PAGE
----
Project

Impact of Terrorism

Goal: PhD Research into how societies respond to terrorist attacks.

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Project log

Jeanine De Roy van Zuijdewijn
added a research item
Many European countries have been the target of jihadist terrorist attacks between 2015 and 2017. While the chance of becoming a victim of a terrorist attack is low, terrorism scholars have emphasized that terrorism does not revolve around statistics and casualty numbers. Terrorists use attacks to reach an audience and affect groups beyond the direct victims. To this date, little is known about how terrorist attacks might affect the salience of terrorism beyond national borders. This paper investigates possible convergence of issue salience of terrorism among citizens within the European Union for ten jihadist attacks in the period 2015–2017 using Eurobarometer survey data. The results indicate that it is not simply a question of convergence or divergence of salience of terrorism after a terrorist attack. The connection is multidirectional and depending upon a variety of factors. Most importantly, we observed convergence on the EU-level, but divergence on the national level. This raises important questions about the transnationality of the effects of terrorism. As this research does not test nor find a causal mechanism and is solely dependent on existing data, further research is necessary to test some of its findings.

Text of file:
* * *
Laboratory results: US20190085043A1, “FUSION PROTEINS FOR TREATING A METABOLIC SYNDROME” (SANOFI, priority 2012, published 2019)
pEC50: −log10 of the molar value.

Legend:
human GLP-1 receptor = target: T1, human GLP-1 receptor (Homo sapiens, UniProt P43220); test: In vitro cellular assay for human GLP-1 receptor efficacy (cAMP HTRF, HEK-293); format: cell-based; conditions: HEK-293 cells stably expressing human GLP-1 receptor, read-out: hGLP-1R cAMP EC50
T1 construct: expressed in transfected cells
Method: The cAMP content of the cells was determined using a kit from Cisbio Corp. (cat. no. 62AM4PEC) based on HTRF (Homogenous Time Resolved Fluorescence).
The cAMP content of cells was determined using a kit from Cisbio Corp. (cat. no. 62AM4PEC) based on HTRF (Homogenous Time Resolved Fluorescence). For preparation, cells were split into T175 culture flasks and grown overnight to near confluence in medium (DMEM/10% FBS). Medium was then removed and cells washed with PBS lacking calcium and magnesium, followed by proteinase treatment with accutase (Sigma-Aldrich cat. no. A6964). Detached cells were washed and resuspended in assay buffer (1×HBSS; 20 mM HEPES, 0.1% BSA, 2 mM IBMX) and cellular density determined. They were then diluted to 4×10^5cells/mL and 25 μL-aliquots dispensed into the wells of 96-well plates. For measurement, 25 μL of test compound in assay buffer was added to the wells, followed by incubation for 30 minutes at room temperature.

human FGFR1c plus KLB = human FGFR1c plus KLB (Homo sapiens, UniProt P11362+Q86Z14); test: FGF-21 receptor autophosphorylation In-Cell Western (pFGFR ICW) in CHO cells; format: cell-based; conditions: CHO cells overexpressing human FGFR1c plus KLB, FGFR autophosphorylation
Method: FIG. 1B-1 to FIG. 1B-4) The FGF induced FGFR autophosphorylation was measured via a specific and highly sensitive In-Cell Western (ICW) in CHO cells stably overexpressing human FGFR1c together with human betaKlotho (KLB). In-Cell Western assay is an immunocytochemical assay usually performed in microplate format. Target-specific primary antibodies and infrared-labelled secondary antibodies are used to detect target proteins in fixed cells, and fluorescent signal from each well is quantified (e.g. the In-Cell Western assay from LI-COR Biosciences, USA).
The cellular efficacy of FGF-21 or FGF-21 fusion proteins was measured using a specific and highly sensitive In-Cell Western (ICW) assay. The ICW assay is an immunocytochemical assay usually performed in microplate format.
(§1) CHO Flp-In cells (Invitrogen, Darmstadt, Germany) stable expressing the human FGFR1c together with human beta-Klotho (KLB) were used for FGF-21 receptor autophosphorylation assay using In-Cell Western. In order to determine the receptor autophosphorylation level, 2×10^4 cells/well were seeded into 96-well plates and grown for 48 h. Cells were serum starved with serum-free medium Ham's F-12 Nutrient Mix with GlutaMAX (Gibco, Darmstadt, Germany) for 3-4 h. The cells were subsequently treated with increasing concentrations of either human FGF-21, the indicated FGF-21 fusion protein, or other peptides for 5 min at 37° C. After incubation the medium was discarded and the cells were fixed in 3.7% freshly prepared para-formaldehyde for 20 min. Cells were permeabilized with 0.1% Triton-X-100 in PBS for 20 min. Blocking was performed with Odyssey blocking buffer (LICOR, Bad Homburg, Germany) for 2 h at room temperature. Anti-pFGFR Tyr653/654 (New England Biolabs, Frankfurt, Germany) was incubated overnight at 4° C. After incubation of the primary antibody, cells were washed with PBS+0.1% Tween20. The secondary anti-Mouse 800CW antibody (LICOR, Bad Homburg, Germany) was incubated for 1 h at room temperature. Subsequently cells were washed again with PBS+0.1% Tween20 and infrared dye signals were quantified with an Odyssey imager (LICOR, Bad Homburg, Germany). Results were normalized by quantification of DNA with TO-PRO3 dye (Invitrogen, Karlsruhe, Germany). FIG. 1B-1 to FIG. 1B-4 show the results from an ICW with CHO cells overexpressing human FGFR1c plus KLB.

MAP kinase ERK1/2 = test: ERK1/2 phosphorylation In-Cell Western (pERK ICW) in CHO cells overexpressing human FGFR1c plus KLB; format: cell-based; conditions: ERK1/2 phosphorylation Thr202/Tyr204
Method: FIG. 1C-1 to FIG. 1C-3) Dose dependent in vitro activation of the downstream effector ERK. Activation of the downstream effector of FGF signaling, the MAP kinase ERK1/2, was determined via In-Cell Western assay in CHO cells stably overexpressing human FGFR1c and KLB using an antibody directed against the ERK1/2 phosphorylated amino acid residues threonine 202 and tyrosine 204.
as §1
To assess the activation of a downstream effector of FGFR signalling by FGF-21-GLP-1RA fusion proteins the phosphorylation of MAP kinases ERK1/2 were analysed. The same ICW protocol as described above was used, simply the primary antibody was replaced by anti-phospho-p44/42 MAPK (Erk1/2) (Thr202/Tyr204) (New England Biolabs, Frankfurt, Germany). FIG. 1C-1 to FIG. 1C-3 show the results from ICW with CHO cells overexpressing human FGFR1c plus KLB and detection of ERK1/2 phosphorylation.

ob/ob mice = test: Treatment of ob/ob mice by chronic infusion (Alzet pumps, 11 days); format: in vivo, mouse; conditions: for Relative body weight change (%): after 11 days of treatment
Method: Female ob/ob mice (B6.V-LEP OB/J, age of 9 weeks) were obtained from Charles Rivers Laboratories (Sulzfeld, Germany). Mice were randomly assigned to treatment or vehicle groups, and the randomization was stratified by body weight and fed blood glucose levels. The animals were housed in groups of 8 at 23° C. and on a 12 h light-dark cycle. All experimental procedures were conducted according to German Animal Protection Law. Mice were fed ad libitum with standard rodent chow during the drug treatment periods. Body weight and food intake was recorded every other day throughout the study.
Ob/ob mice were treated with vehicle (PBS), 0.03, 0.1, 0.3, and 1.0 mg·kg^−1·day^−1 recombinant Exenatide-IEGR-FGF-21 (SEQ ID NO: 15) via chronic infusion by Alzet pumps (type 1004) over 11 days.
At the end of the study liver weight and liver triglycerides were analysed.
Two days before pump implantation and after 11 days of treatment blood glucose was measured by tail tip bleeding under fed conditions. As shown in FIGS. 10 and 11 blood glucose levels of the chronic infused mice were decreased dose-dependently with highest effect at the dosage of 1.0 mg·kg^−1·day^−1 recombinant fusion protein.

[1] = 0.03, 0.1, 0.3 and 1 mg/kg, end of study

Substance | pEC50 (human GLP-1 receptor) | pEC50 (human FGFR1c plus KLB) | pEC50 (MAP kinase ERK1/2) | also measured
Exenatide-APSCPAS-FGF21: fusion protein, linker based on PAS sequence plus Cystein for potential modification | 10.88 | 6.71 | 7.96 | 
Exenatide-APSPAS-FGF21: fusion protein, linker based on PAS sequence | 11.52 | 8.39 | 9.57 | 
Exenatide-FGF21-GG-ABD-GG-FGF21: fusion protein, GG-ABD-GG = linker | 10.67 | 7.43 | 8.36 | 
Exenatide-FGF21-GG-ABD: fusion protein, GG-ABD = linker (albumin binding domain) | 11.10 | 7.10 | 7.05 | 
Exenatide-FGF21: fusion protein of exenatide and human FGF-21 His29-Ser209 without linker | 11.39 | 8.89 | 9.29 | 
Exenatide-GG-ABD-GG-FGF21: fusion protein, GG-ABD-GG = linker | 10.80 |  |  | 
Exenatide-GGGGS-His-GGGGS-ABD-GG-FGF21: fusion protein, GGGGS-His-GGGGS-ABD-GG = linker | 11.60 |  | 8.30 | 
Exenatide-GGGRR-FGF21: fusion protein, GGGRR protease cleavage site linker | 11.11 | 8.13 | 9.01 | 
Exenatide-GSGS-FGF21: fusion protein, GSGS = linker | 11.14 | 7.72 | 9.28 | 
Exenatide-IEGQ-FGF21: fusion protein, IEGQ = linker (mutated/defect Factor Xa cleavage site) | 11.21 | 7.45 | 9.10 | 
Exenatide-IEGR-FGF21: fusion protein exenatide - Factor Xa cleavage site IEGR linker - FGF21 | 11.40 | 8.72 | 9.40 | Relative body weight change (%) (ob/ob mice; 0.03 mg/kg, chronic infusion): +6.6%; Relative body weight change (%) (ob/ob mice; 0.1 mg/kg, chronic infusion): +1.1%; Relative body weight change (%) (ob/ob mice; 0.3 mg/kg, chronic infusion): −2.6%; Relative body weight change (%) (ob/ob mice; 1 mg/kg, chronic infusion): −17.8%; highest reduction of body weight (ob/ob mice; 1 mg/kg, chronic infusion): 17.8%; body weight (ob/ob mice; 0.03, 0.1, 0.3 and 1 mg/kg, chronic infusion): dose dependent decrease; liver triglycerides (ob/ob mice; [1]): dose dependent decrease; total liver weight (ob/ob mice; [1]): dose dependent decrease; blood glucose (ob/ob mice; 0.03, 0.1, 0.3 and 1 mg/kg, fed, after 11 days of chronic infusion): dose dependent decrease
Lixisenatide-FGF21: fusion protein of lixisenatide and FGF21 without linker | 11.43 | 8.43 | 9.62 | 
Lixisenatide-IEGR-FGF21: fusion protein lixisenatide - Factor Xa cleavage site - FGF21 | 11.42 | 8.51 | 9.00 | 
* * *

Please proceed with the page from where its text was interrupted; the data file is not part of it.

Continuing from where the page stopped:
Jeanine De Roy van Zuijdewijn
added a research item
As terrorism scholars, we are intrigued by those who engage in violence. We study their motivations, tactics, ideology, organisational structures, and pathways to (de-)mobilisation, hoping to better understand terrorism and how we can counter it. Far less attention is paid to what happens after an attack has taken place. Terrorist attacks are means to an end; the responses to terrorism determine the impact attacks might have on societies. One way to better understand the impact of terrorism is by studying how societies deal with memories of terrorist attacks. This Perspective looks into the case of Norway following the attacks by Anders Behring Breivik on July 22, 2011. What can we learn about the societal responses to terrorism from how Norway commemorates the attacks and deals with the locations where these attacks have taken place? This perspective discusses the memorialisation process in Norway and then zooms in on a visit of the author to the island of Utøya in June 2019 in order to provide a more close-up look of how the members of the Workers' Youth League (AUF) have found their own ways to deal with the attacks.
Jeanine De Roy van Zuijdewijn
added an update
In July, I travelled to Nice to be present at the commemoration of the attacks during the Fête nationale in 2016 that killed over 80 people.
I am now continuing to work on the case of Nice, seeing how authorities and citizens have responded to the attacks, particularly looking at how they have attached meaning to what has happened in their rituals, symbols and speeches. More to follow...
 
Jeanine De Roy van Zuijdewijn
added a project goal
PhD Research into how societies respond to terrorist attacks.